The Scarlet Letter - How Is Your Heart? (Cover Artwork)

The Scarlet Letter

How Is Your Heart? (2003)

Black Matter

The Scarlet Letter are an East Coast original. With influences spanning an impressive range, this quirky NJ band employs a clever unpredictability that makes How Is Your Heart? a genuine spectacle. Few other bands have blended genres so seamlessly without sound like they were forcing it.

How Is Your Heart? incorporates so many things: blast beats, pop hooks, mosh parts, and more – it's all here, and more. That said, this record will appeal primarily to those who already have a taste for the kind of frenetic, schizophrenic sounds made by bands that share similarities with The Scarlet Letter - How Is Your Heart? evokes everything from Los Crudos and Kill The Man Who Questions, to Dropdead and Sepultura, to Grimple and Fugazi and C.R. If you've got an ear for clever, nimble songwriting reconciled with overt aggression, The Scarlet Letter will leave you refreshed and inspired.

Lyrically, How Is Your Heart? touches on many familiar topics and themes: domination, social inequity, personal/emotional politics, etc. It all varies in tone – some songs are vague and personal, while others make clear statements about specific ideas or issues. Like the musical arrangements, the ideas projected by The Scarlet Letter are all over the place - but in the end How Is Your Heart? has remarkable continuity, and feels quite natural.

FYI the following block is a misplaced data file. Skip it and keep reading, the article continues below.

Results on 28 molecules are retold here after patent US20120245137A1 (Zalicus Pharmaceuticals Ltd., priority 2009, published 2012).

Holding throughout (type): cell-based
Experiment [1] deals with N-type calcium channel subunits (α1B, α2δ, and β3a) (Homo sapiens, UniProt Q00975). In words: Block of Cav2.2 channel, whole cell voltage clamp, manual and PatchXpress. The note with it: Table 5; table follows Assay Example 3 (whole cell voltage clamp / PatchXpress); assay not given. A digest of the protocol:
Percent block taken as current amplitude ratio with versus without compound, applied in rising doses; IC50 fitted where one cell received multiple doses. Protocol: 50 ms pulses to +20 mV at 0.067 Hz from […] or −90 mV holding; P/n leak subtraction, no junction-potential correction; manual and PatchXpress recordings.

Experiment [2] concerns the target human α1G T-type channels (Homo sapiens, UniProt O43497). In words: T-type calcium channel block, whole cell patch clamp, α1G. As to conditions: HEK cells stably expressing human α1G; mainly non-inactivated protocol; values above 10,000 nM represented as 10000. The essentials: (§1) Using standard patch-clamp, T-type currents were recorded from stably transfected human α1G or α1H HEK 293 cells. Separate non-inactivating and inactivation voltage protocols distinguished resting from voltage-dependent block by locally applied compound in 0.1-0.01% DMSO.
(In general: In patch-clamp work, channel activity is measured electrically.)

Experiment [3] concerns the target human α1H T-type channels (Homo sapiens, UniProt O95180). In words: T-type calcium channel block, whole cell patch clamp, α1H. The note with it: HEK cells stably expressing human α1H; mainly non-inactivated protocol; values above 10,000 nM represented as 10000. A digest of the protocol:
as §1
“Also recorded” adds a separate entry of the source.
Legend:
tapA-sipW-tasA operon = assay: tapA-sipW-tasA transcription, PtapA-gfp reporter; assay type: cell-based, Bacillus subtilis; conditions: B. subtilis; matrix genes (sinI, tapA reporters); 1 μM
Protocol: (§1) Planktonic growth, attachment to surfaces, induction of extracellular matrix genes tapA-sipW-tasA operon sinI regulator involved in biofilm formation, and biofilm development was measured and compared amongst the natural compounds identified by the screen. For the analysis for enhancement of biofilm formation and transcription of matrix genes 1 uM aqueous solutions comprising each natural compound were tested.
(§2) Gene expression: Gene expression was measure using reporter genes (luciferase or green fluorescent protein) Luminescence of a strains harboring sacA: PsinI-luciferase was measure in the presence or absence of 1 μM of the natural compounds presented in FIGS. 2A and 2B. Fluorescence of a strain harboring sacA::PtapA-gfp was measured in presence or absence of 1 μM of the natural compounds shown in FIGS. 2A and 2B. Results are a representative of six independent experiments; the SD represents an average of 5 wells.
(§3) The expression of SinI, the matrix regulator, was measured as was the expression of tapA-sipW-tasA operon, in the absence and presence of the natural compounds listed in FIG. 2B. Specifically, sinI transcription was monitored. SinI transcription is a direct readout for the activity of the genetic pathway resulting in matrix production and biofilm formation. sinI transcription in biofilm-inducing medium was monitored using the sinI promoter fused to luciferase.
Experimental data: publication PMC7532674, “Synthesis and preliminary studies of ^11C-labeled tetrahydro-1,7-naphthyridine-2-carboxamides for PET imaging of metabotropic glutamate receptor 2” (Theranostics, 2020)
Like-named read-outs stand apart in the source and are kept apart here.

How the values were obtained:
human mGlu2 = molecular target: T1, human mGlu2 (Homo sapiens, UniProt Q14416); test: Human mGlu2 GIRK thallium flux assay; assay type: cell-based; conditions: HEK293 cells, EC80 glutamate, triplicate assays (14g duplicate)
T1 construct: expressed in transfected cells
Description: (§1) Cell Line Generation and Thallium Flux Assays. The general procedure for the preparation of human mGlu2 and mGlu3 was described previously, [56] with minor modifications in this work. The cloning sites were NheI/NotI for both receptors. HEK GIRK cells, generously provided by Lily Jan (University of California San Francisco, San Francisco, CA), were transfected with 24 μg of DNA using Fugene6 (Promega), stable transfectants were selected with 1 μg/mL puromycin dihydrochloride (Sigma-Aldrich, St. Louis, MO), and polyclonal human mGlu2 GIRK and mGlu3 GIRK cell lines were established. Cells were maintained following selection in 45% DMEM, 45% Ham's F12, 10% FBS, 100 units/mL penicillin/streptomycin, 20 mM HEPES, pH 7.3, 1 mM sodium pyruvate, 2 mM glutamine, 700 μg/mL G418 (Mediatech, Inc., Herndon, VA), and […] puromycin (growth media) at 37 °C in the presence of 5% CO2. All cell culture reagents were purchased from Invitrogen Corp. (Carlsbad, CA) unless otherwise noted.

This is what is most impressive about The Scarlet Letter – they are content to be what they are. By taking their music and making it a vehicle for expressing whatever is on their minds, they avoid putting restrictions on themselves (or their art) for the sake of having an easily pegged aesthetic. They're not "going for" this or "going for" that. This is true hardcore, played from raw the heart and not dressed up for the magazines or MTV2.

How Is Your Heart? is an exemplary exploration of ideas, sounds, and feelings. It has substance and style, and not an ounce of it is even slightly contrived. While they don't enjoy the same easy marketability as other bands with more accessible interpretations of what Punk music should sound like, The Scarlet Letter has more to say on this single record than most bands will in their whole careers. And with music that gives off such distinctly dizzying energy, listeners will be hitting repeat, repeatedly.